[P4880] Tanzimat as Translation

Created by Melih Levi
Sunday, 11/19/17 10:30am


This panel explores 'translation' as a methodology deployed by Tanzimat novelists engaged in exploring ideas of modernity and of generating new ideas of citizenship and subjectivity. Conceiving of the Tanzimat period as one of translation allows the discussion to move from a linear one of non-Western 'response' to the West, to a three-dimensional set of largely contemporaneous conversations in multiple directions. Such an approach foregrounds the dynamics internal to the debates themselves as well as the connections between different nexuses of conversations, as 'connected histories.'

Translation typically denotes as its object textual and cultural contexts with a particular directionality of moving from one to another, but here the project is to refocus ways in which Translation operates not simply between cultures or languages, but within them. We seek to explore ways in which Tanzimat authors 'translated' ideas across time and tradition, emerging, differently conceived, as new patterns of thought, of new epistemologies, and methodologies, but without the distortion inherent in denying their complex genealogies. Translation also avoids the pitfall of assuming that the modern is what it claims to be: a rupture, a departure, a denunciation of the past in its framing of its binary, 'traditional.' It instead facilitates visibility of continuities and recastings.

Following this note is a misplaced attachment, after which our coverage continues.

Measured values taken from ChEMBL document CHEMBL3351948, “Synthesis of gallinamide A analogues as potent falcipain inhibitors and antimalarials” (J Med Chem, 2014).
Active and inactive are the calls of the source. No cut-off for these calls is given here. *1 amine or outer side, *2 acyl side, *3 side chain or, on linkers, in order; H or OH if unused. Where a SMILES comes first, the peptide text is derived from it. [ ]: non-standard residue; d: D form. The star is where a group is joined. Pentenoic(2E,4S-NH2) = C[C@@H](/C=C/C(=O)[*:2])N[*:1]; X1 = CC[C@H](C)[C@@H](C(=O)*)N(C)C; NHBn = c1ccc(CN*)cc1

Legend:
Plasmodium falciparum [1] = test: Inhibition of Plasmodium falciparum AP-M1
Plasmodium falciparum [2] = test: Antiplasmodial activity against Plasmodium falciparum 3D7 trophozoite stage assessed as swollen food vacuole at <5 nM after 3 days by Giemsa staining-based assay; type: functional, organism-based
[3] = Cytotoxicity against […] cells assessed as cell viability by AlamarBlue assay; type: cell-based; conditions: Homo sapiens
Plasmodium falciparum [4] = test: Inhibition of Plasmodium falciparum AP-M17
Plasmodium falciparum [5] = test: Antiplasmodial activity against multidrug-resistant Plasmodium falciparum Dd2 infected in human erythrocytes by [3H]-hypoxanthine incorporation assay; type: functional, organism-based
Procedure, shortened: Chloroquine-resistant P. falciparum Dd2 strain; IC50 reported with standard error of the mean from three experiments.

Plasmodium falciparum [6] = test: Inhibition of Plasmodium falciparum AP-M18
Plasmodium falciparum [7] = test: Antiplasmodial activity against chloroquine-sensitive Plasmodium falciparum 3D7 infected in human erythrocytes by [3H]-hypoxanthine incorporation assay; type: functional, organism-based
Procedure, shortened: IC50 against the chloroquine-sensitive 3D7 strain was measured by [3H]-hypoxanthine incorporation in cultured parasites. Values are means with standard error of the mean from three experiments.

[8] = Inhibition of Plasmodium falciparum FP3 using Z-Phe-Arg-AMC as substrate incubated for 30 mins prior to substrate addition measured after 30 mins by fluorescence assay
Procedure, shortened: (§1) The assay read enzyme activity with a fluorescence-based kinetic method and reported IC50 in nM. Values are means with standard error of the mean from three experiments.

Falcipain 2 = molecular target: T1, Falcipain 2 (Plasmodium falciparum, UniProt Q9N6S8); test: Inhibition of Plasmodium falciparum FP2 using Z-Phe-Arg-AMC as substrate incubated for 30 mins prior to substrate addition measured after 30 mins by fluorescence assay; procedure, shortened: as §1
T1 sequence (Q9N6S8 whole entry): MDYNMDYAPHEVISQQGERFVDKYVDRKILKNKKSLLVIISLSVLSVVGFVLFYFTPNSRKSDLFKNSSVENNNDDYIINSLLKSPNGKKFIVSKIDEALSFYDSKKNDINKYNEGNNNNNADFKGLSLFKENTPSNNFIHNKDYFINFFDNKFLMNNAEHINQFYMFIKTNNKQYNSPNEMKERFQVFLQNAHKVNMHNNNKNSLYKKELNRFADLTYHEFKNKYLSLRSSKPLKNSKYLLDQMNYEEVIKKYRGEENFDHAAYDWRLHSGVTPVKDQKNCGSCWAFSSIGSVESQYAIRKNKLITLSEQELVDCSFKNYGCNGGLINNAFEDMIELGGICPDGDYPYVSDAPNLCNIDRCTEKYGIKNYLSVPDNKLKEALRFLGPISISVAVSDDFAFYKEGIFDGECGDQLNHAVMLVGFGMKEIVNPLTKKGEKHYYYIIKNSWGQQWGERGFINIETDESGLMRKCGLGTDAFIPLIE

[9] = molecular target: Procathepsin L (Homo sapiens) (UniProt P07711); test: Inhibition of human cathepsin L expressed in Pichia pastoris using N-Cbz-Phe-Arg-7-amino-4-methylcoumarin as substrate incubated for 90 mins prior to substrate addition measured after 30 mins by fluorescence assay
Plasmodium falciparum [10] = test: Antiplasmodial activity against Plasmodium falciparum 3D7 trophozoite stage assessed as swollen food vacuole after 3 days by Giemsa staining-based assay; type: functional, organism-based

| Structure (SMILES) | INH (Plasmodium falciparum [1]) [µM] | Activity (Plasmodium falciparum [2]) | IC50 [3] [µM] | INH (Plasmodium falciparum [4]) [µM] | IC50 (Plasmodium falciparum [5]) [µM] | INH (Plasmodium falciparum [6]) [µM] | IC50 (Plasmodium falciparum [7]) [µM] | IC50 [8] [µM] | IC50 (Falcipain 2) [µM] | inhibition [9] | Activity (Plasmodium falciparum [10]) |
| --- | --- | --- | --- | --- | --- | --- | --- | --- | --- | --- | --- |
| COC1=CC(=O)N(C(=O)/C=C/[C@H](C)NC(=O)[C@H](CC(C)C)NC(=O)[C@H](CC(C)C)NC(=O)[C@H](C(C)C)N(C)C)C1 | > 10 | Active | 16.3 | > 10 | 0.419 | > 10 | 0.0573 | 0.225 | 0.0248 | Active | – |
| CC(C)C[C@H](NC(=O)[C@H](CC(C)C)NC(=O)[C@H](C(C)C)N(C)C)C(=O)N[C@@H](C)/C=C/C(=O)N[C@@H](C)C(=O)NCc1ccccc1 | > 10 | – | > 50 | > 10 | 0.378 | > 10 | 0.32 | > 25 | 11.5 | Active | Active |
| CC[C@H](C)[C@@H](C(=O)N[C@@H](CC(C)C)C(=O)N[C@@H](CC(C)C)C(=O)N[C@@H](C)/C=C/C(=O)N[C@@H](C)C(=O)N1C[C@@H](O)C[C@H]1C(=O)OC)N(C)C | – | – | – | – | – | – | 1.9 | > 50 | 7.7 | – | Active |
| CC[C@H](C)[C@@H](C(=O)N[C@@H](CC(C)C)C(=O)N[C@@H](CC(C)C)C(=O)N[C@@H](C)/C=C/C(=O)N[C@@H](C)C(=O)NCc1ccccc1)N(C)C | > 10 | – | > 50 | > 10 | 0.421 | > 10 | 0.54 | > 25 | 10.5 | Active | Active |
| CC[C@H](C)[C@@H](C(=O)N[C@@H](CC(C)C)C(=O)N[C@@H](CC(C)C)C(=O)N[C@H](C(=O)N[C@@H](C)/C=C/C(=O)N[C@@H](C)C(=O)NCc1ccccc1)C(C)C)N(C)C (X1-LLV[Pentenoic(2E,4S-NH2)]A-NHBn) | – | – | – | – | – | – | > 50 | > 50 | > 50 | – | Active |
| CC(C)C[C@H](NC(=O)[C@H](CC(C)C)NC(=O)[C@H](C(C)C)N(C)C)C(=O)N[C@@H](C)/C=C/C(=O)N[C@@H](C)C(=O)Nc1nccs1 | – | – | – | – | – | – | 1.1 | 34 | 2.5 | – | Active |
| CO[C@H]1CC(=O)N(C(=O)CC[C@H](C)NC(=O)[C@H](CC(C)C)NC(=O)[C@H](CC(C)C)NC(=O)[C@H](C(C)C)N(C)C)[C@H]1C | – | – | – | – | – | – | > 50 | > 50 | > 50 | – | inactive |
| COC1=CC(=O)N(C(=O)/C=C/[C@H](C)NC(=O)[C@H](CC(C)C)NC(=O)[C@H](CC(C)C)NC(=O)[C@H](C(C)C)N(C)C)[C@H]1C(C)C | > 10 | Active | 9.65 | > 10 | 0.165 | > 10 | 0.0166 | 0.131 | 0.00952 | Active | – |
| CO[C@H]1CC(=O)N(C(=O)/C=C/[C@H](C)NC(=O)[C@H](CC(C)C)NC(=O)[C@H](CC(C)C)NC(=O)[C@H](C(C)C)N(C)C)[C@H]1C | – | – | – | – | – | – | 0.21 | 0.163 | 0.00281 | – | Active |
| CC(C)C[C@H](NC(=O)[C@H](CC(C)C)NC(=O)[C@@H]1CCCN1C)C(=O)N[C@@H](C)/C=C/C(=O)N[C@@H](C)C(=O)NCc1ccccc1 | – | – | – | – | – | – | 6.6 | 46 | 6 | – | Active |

Our concept of 'translation', unsettles the relationship between sign and structure, as the interaction of various scripts makes demands on new modes of textual production and reading, undermining the conception of cultural contact as encounter between binaries and consolidating, instead, the conception of culture as assemblage, demanding a focus on questions of agency rather than of ownership.

Papers closely observe the project of modernity as Tanzimat novelists themselves viewed it, and privilege an exploration of their terms of engagement, their solutions, and intentions. Paper 1 examines authorial intention in the creation of literary techniques that structure new subjectivities of participatory reading and citizenship. Paper 2 explores the intersection of the choices made in translation as a way to investigate translators as agents of innovation. Paper 3 focuses on ways in which translation serves as trans/scription as authors experiment with and integrate a variety of new scripts into production. Paper 4 examines ways in which moments of rejection of both western and existing Ottoman norms suggest methodologies of legitimizing innovation. Collectively, the panels suggest how Tanzimat authors, and reformists more generally, negotiated translation as a means of innovation and creativity in their construction of an Ottoman modern.





A. Holly Shissler

(University of Chicago)
Panel Participating Role(s): Discussant;

Monica Ringer

(Amherst College)
Panel Participating Role(s): Chair; Presenter;

Burcu Karahan

(Stanford University)
Panel Participating Role(s): Presenter;

Etienne Charriere

(Bilkent University-Ankara)
Panel Participating Role(s): Presenter;

Melih Levi

(Stanford University)
Panel Participating Role(s): Organizer; Presenter;